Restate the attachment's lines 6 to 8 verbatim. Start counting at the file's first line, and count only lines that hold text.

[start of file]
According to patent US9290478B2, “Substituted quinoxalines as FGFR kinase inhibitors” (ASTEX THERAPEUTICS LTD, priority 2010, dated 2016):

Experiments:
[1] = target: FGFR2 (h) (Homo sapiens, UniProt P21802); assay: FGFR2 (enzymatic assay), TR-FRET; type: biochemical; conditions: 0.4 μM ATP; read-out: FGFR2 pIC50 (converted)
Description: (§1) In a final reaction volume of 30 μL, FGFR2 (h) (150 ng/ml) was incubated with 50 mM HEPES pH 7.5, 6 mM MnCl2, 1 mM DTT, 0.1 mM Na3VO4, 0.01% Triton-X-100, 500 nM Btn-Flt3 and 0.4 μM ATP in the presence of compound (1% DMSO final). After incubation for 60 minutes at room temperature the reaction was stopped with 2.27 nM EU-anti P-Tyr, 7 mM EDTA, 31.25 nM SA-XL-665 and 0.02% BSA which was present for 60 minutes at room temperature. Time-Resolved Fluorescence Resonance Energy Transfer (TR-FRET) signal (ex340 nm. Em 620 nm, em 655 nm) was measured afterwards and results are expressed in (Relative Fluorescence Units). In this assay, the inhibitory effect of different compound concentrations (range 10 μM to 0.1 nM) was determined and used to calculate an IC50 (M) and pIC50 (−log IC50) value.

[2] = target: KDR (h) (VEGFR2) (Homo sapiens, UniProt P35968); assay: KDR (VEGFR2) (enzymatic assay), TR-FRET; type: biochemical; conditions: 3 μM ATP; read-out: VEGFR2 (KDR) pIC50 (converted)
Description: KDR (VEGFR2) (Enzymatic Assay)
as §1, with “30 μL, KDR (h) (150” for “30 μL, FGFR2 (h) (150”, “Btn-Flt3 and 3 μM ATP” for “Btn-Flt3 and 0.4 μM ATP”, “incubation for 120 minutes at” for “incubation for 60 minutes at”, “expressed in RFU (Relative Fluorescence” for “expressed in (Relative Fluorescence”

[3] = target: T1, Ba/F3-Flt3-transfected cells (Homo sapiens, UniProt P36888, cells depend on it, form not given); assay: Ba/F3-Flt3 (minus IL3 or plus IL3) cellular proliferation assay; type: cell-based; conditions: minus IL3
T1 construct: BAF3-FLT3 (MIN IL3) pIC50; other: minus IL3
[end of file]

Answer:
Description: KDR (VEGFR2) (Enzymatic Assay)
as §1, with “30 μL, KDR (h) (150” for “30 μL, FGFR2 (h) (150”, “Btn-Flt3 and 3 μM ATP” for “Btn-Flt3 and 0.4 μM ATP”, “incubation for 120 minutes at” for “incubation for 60 minutes at”, “expressed in RFU (Relative Fluorescence” for “expressed in (Relative Fluorescence”

[3] = target: T1, Ba/F3-Flt3-transfected cells (Homo sapiens, UniProt P36888, cells depend on it, form not given); assay: Ba/F3-Flt3 (minus IL3 or plus IL3) cellular proliferation assay; type: cell-based; conditions: minus IL3